Well that is an interesting story. I've been a runner for over 25 years--although I can't claim fame to much except for keeping my feet moving. But I have run several marathons so I can see the point here but I don't particularly care for that kind of a head start for the elite runners. It has been quite a few years since I've run a marathon but I don't recall the elite runners getting a head start in any of the races I was in, just positioning ahead of the "common" runners so they could get a good start. I guess the "commoners" started to get in the way so they now get a head start. I can see how their strategy would be different but a 20 minute head start is really a totally different race for them--seems kind of counterproductive to me.
     
  17. Beric thread starter macrumors 68020

    Beric

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    #18
    Well, now she's "a" winner. But not "the" winner.

    Nike is so messed up here. :rolleyes:
     
  18. Sun Baked macrumors G5

    Sun Baked

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    #19
    What is the point of even running in the marathon, if the sponsor feels you are 2nd class citizens unworthy of their notice.

    Basically, saying -- run for yourself, since we think you are unworthy of recognition by us.

    ---

    But get the people behind you and give us bad press, and we will mail you a trophy and check.
     
  19. Gray-Wolf macrumors 68030

    Gray-Wolf

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    #20
    At least it caused such a stink, that they are doing away with the "Elite" group now.
     
  20. Abstract macrumors Penryn

    Abstract

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    #21
    ^^^But that's not the answer though, and if I was a decent runner and couldn't get into that group anymore because it no longer existed, AND I was trying for a competitive time, I probably wouldn't even run it.


    Unless you've run before, you have no idea what it's like running in these "fun run" conditions through cities and such. When I would run these public runs, the first 0.5 km consisted of waddling around like a penguin, because the streets were packed like at a concert. You couldn't go forward. The next 3-4 km required me to zig-zag between slower runners in order to get ahead. This required me to run slowly, speed up, slow down, etc. By the 4th or 5th km, I was already tired. Seriously. It's mentally draining as well, because you need to be careful, and calculative. I would have to jump onto the median in the middle of the street in order to get around people, and all of this zigzagging (which adds extra distance) and the risk of suffering an ankle injury doesn't make any of this worth it for those who aren't just trying to finish. I have tripped without hurting my ankle, but it's not a risk I enjoy taking.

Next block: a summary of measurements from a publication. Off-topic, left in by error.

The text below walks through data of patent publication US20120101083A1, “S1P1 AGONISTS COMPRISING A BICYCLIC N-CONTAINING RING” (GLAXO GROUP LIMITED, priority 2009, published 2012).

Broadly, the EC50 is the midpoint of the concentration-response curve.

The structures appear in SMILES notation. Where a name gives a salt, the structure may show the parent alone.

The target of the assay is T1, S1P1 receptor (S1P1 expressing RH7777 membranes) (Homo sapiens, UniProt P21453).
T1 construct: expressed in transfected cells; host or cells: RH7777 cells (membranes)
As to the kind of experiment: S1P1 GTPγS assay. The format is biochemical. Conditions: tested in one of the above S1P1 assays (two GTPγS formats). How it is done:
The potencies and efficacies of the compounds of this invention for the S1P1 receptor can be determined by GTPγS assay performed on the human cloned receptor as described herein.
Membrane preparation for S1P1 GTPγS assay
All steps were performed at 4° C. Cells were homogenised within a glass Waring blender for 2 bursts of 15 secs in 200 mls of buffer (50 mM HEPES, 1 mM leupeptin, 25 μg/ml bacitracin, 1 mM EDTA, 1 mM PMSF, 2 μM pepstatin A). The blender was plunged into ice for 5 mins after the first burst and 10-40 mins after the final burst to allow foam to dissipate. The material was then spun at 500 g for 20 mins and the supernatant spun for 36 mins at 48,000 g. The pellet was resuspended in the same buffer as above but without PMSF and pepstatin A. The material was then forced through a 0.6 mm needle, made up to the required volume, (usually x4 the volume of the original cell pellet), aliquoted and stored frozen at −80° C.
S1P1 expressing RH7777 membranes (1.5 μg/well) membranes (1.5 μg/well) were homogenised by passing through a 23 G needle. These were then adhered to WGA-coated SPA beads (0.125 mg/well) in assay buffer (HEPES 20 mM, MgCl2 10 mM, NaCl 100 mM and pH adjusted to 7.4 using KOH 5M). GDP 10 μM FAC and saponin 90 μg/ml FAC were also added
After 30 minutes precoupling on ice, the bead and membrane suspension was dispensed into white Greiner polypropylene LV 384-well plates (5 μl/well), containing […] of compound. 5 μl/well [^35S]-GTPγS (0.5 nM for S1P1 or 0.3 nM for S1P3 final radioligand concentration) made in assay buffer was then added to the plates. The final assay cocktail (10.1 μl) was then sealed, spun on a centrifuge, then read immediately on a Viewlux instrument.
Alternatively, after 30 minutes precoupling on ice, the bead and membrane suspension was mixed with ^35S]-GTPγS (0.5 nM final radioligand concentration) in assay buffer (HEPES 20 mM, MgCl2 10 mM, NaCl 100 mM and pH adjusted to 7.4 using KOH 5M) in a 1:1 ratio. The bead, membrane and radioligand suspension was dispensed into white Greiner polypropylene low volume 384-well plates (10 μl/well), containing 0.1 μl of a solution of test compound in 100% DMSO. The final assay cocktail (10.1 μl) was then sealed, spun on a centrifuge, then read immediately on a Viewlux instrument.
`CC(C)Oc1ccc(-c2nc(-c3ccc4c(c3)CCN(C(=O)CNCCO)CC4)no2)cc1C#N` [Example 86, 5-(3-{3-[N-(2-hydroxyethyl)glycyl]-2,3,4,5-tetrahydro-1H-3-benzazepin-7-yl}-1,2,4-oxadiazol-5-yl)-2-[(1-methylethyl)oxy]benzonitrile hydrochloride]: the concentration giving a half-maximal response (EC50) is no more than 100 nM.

Keep the elite runners at the front of the pack so that they don't trip over all the slower runners, and have them all start at the same time. Sorted.
     
  21. Evangelion macrumors 68040

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    #22
    Maybe all competitions like these should be settled not by looking how fast the contestants actually run, but how fast they COULD run :rolleyes:
     
  22. QCassidy352 macrumors G3

    QCassidy352

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    #23
    yeah, it really has to be done that way. Major marathons have thousands or 10s of thousands of runners and starting the elites with the regular runners makes no sense for anyone.

    This is actually a really hard situation. You can't really call the elite "winner" the winner since she didn't have the fastest time. But you can't really call the other woman the winner because the elites were only running to beat each other, and might well have been able to beat this other woman if she were with them.

    There's no perfect answer here. I don't think the "a winner" distinction is actually that crazy, even though it's somewhat unsatisfying.
     
  23. Sun Baked macrumors G5

    Sun Baked

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    #24
    Yep, sort of sad that Marathons are no longer about going from a personal best all the time -- to running just fast enough to beat the person behind you.

    Of course this does fit in with the new attitude in the US where "good enough for govt. work" seems to be all anyone needs to do.